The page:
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Causes of Vertigo

Common Causes of Vertigo (Dizziness)

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Updated April 09, 2014

A sudden onset of vertigo (dizziness) means that something is potentially wrong with the brain or blood pressure. Almost all conditions that affect the brain are potentially life-threatening. In the case of sudden vertigo, call your physician immediately.

Causes of Vertigo

Many times, vertigo is made worse by movement or changes in position. Two common causes of vertigo are labrynthitis (inner ear infection) or a condition called Meniere's disease. Both of these conditions are caused by fluid fluctuations in the inner ear. The ear sends a message to the brain that the victim is moving, while the eyes send a different message. Since the two messages conflict, the victim feels dizzy.

Another very common cause of vertigo that worsens with a change in position is dehydration. Dehydration often follows vomiting or diarrhea. Vertigo often causes nausea and vomiting, so it may be hard to distinguish inner ear problems from dehydration. Victims of vertigo that gets worse with changes in position should be seen by a physician. Untreated, inner ear problems can lead to a loss of hearing and dehydration can lead to shock.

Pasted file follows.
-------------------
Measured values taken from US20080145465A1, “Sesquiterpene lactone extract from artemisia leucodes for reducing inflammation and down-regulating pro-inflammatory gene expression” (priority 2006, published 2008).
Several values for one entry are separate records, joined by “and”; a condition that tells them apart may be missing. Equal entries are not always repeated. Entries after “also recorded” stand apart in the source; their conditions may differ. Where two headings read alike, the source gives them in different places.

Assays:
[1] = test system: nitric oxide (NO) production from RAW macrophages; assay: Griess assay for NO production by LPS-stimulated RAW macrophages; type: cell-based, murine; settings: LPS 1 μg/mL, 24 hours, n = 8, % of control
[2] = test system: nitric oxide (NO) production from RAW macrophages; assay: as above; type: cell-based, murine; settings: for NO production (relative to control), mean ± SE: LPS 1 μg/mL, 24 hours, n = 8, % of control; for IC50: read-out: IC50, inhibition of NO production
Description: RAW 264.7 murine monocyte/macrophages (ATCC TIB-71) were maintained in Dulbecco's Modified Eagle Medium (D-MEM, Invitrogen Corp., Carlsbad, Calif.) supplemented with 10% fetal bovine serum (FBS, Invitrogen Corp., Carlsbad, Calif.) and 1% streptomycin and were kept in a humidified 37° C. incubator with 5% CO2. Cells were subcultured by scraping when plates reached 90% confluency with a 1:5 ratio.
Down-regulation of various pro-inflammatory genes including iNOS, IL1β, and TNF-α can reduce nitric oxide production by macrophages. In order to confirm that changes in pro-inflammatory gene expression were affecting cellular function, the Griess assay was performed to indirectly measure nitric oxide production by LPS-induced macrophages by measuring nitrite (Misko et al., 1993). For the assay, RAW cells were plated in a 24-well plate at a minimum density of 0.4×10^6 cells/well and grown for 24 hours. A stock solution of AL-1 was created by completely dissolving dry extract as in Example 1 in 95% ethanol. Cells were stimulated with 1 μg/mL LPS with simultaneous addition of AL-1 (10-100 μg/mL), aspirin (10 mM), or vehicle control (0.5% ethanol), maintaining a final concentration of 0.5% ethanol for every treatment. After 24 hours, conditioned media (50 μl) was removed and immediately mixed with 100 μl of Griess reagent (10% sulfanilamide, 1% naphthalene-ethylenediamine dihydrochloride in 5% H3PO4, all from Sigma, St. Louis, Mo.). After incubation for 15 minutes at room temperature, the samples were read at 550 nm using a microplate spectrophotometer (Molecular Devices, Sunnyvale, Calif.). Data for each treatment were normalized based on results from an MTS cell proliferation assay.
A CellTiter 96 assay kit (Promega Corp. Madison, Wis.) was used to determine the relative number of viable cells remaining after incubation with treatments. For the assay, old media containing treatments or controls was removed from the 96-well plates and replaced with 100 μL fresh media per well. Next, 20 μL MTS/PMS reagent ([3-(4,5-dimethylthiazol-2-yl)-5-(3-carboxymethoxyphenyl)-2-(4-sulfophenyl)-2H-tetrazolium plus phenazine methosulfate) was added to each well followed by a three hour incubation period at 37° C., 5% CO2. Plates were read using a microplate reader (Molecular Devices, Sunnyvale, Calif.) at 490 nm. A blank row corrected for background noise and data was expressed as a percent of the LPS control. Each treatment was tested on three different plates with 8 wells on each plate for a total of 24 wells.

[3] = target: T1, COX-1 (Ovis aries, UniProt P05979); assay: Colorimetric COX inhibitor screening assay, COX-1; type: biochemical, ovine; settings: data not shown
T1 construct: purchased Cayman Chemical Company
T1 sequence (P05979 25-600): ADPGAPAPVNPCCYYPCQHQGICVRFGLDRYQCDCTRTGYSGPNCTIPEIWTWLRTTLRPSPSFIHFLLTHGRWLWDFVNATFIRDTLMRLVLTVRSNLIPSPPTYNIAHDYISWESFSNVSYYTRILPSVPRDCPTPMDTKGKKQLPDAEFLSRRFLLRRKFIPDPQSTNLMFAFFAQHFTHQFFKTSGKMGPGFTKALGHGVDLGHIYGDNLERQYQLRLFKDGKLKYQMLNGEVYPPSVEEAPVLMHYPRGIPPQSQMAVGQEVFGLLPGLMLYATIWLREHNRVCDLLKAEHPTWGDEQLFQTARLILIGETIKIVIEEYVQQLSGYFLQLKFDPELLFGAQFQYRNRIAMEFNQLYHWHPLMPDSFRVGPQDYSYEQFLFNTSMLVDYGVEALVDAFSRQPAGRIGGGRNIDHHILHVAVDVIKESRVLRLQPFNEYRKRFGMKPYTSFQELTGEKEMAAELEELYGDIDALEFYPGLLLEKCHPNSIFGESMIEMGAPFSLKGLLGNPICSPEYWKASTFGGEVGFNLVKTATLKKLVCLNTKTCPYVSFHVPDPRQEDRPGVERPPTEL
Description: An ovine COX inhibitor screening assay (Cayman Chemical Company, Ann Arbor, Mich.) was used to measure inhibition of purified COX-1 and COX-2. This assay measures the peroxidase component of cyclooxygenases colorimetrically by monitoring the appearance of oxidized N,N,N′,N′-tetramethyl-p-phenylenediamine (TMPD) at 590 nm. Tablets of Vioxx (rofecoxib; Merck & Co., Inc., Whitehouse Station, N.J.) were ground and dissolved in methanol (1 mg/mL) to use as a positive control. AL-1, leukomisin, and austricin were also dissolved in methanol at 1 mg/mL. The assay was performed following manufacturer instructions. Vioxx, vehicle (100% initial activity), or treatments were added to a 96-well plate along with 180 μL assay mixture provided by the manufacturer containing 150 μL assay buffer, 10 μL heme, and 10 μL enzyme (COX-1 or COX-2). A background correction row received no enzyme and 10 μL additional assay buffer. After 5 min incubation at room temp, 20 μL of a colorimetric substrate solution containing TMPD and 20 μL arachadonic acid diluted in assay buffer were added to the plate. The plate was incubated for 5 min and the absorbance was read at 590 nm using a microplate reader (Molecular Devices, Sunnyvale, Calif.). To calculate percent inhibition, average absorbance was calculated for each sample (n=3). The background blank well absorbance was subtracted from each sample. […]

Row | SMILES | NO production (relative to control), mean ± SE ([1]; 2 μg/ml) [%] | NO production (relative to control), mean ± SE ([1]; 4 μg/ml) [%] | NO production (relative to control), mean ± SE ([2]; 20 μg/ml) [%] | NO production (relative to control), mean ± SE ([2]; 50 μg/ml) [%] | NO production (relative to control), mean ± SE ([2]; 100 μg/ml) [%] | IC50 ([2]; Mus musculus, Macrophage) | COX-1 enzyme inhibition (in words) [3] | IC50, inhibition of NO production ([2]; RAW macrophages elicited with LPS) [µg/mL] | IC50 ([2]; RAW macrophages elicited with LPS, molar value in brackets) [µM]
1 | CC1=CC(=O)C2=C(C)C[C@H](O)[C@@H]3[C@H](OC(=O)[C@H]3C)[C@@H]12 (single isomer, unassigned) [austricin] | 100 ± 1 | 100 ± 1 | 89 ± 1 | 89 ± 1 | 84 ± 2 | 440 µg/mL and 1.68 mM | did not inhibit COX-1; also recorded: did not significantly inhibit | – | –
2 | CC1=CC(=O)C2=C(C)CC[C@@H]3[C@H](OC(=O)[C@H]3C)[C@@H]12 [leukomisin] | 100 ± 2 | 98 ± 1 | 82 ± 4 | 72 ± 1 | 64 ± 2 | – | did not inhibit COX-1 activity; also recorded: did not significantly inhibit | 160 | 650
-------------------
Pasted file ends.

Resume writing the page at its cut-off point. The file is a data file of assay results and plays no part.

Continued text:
Any condition that affects the brain can cause vertigo. One of the easiest ways to remember other causes of vertigo is to use the mnemonic AEIOU TIPS:

Treatment for Vertigo

Meclizine (Antivert®) is a prescription medication used to treat vertigo. In most cases, treatment depends on finding a solution for the underlying cause of the vertigo. If the vertigo causes nausea, doctors may prescribe an anti-emetic medication like promethazine (Phenergan®). Be sure to call 911 or a physician for vertigo that comes on suddenly.
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